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The Tenth Sunday after Trinity

[Luke 19:41-46] And when he drew near and saw the city, he wept over it, 42 saying, “Would that you, even you, had known on this day the things that make for peace! But now they are hidden from your eyes… 45 And he entered the temple and began to drive out those who sold, 46 saying to them, “It is written, ‘My house shall be a house of prayer,’ but you have made it a den of robbers.”

A Den of Robbers, Robbing the Nations

Jesus cleansed the Temple. He entered. He drove out those who were buying and selling in God’s house. “It is written, ‘My house shall be a house of prayer,’ but you have made it a den of robbers.” We get a little detail in Luke’s account. We get more in the other Gospels [Matthew 21:12-13; Mark 11:15-17; John 2:13-17]. There were two things going on:

One, these merchants were selling the animals needed for sacrifice in the Temple. There was a practical purpose to this: Those travelling from afar to offer sacrifice could not bring their herds and flocks with them. They needed to buy pigeons, oxen, and lambs for sacrifice when they arrived.

The merchants, however, instead of offering a useful service for the purpose of worship, turned this selling of livestock into a lucrative profit-making opportunity, thus making God’s house of prayer into a house of trade and den of robbers. Unfair profit, taking advantage of the other person’s need, is robbery in God’s eyes. To require such spending for the worship of God is all the worse.

Second, these merchants were also moneychangers. Jews who lived abroad would be arriving with foreign currency. God did require a Temple tax, and this could not be paid with foreign currency that had engraved images on it. Only image-free Jewish currency would be used for the Temple tax. This was probably right and true. The foreign currency needed to be exchanged. The moneychangers were thieves because they took advantage of this true need and made it work for their own profit.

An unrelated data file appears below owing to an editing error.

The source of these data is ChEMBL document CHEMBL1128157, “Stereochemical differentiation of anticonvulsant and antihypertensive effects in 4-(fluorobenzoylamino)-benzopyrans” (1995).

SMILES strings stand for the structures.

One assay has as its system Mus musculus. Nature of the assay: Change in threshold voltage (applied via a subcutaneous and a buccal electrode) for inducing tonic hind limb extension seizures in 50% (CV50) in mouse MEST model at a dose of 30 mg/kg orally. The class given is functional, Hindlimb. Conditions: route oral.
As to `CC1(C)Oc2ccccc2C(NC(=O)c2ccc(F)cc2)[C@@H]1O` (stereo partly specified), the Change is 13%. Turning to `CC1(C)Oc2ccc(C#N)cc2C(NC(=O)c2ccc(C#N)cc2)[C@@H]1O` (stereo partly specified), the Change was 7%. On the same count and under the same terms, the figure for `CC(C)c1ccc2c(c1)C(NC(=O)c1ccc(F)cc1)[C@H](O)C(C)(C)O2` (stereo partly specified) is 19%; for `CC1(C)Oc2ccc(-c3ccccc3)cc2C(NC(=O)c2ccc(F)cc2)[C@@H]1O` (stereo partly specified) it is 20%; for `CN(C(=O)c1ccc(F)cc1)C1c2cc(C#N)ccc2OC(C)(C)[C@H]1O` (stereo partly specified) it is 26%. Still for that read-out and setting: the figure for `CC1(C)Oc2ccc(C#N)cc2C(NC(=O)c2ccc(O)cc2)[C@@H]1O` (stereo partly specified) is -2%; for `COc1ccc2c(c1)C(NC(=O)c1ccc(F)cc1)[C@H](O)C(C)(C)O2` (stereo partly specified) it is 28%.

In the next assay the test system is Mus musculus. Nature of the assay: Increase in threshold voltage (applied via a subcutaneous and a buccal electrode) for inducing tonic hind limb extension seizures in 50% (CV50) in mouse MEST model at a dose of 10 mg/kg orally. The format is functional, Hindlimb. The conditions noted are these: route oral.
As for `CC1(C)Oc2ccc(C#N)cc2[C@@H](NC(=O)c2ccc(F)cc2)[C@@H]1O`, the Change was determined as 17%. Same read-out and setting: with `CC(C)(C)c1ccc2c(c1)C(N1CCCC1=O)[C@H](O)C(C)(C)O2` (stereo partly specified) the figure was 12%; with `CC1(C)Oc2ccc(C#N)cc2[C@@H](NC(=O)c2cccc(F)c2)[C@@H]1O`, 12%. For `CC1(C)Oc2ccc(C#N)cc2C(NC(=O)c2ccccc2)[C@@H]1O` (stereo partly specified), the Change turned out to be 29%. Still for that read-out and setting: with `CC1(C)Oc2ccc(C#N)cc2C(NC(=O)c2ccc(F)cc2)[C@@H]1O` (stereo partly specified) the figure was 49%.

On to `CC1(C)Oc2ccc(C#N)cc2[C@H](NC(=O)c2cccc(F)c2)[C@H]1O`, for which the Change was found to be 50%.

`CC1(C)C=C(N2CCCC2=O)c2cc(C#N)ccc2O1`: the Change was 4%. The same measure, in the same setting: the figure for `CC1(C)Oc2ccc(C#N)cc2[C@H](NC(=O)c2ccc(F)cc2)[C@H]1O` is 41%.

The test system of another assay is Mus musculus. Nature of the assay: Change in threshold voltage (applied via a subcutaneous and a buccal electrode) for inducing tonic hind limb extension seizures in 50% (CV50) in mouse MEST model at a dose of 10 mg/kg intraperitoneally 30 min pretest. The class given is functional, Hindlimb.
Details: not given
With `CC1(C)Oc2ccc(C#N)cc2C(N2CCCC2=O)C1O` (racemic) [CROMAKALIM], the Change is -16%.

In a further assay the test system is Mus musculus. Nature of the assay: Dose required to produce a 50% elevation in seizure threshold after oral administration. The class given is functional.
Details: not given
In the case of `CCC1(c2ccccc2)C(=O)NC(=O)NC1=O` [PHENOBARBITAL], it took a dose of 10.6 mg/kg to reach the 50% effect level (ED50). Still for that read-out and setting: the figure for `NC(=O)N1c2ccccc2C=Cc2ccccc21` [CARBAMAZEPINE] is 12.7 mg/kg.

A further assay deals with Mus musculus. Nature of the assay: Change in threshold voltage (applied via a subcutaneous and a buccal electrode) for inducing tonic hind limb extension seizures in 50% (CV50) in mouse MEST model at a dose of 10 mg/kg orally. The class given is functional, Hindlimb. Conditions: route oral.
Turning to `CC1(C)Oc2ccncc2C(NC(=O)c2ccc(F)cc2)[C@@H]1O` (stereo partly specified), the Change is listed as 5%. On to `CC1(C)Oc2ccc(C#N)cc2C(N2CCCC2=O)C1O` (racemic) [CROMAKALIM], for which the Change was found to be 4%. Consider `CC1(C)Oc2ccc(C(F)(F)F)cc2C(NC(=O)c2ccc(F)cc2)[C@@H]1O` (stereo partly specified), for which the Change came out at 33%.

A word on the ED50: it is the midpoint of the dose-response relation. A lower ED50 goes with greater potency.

The goal of their heart and actions was to make a profit-making enterprise out the of the worship of God. How is this done in today’s world? Today, false teachers make the worship of God and the teaching of God’s Word into a lucrative business, making millions and procuring million-dollar homes.

In centuries past, bishops built palaces from profits of gold. Today, select preachers build mansions from the profits of book deals and speaking engagements. These are respected men on the tv and radio. These are men with ministries named after themselves. Some with study-bibles named after themselves. These are ego-based ministries. The man or woman’s name becomes as memorable to their audience as the name of Christ.

Some of these ministries empty God’s Word of all its moral content and refashion God’s Word to appeal to a worldly audience – offering hope and success that is for this life only. Others are thoroughly and morally rigid in their preaching, emptying God’s Word of the Gospel, and producing for themselves a dedicated, nationwide audience of modern-day Pharisees. In both cases, God’s house becomes a place of hidden and disguised business and profit. The preaching of God becomes a brand name.

Unsurprisingly, these man-centered, ego-based ministries are often laden with moral scandals, though their dedicated audiences and supporters might remain willingly blind to it. But when the scandals do come out, how many innocent people have their faith shaken?

The spiritual entrepreneurs and profit makers of today exist, on a smaller or larger scale, in every church denomination and synod – just as these robbers existed in God’s Temple in Christ’s day. Jesus drove them out in wrath with a whip of cords. This points us to the Last Day when Christ will drive out of His true Temple, His Church, evil deeds and false teachers once and for all.

The merchants and moneychangers, whose tables the Lord overthrew, were true robbers. But, in fact, by the presence of their tables in the Temple, there was a greater robbery taking place than that of money. These men’s money-booths were robbing the nations, the gentiles, of God’s Word. Both prayer to the true God and the teaching of God’s Word took place in the Temple. In fact, Christ Himself spends holy week teaching in the Temple. Where did these moneychangers have their tables set up?